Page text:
Assistant Professor of Medicine
Division of Infectious Diseases
Washington University School of Medicine
Center for Women’s Infectious Diseases (cWIDR)
Dr. Henderson research has focused on the role of biofilms in urinary tract infections. He has developed new analytical techniques to better diagnose and treat infectious diseases. His productivity during his BIRCWH training was exceptional, as evidenced by 19 publications. These included a first-author manuscript in PLOS Pathogens detailing novel metabolic phenotyping of uropathogenic bacteria and another high profile paper on how uropathogenic Escherichia coli evade copper toxicity in Nature Chemical Biology that was featured in an accompanying News and Views. He is the recipient of the Burroughs Wellcome Foundation Career Award for Medical Scientists, an extremely competitive mechanism for support. He was recently promoted to Assistant Professor of Medicine and Molecular Microbiology as the first faculty hire in the Center for Women’s Infectious Disease Research. Dr. Henderson recently obtained RO1 funding for his work that was initially driven by BIRCWH support.
BIRCWH Scholar from 01/01/2008 until 12/31/2012
The impact of siderophore-mediated iron acquisition by E. coli on urinary tract infection in young women
Urinary tract infections (UTI) are a significant cause of morbidity worldwide and disproportionately affect young women. E. coli is the predominant cause of uncomplicated UTI and studies of clinical isolates have suggested that the ability to cause UTI correlates with acquisition of genes for uptake of siderophores – a chemically diverse family of small molecules that as functions iron scavengers. If true, therapeutic modulation of siderophore systems of the innate host defenses directed against them may be viable therapeutic or prophylactic strategies. I propose to test the hypothesis that competition for iron between siderophore systems and host defenses plays a critical role in urinary tract infection pathogenesis and recurrence. The proposed research will use a combined bacterial genetic and metabolomic approach in conjunction with in vitro, mouse cystitis, and patient-oriented studies directed toward themes of pathogen virulence and persistence.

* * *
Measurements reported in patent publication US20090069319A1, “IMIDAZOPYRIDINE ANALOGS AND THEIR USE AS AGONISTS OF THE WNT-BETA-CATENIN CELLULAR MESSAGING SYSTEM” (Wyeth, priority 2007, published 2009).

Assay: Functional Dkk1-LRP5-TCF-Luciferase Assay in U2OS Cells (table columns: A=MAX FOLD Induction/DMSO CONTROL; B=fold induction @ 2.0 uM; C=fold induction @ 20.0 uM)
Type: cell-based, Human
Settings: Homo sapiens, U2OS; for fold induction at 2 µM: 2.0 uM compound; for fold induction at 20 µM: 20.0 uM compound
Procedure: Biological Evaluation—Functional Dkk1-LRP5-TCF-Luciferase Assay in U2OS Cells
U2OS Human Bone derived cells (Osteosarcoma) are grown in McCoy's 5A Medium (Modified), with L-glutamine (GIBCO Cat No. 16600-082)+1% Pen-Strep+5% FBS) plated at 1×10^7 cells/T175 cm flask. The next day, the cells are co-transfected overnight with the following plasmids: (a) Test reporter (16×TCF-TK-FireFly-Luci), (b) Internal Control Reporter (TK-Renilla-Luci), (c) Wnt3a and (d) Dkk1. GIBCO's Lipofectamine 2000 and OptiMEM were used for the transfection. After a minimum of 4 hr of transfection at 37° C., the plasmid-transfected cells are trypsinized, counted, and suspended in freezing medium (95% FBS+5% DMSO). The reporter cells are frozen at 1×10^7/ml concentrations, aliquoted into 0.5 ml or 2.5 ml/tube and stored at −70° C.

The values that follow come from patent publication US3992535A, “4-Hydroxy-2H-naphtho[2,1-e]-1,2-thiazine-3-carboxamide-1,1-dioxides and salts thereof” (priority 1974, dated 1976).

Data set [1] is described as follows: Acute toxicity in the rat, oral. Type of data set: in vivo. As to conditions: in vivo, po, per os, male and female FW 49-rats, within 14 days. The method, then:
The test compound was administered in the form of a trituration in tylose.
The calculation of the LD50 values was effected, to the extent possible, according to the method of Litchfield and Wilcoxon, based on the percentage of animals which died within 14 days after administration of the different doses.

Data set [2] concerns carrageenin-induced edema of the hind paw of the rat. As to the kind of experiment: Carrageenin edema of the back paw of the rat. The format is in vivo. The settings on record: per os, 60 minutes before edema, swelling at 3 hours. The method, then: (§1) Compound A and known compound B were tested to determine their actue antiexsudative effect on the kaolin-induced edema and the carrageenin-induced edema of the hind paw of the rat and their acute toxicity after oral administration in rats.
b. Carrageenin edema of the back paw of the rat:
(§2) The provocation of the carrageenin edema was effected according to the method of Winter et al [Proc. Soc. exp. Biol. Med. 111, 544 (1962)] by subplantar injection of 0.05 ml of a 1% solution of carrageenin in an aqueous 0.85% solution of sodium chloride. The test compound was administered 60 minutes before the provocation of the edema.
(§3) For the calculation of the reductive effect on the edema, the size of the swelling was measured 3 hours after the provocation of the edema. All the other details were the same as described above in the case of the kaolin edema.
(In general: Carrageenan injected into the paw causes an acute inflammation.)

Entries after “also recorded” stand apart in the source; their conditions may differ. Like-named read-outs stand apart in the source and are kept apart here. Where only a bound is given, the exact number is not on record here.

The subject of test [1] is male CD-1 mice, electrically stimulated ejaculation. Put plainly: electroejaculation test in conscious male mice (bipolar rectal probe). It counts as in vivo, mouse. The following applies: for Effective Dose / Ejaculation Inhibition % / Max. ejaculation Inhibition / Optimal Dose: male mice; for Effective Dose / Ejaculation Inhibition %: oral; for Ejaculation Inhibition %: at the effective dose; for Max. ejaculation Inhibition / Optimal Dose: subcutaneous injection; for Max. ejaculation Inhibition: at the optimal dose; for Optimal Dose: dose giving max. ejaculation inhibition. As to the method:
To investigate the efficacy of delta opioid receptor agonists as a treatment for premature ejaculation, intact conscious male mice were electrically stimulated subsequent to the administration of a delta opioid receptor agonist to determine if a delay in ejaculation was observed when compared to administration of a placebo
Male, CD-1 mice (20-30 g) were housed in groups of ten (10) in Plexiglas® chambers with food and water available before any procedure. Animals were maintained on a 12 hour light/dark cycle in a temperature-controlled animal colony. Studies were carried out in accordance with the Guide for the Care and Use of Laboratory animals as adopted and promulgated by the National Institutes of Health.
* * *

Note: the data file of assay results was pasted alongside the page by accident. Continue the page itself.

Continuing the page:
- To determine which siderophore systems are selected among UTI-associated strains and how these systems impact virulence-associated functions
- To identify the innate defenses driving selection of virulence-associated siderophore systems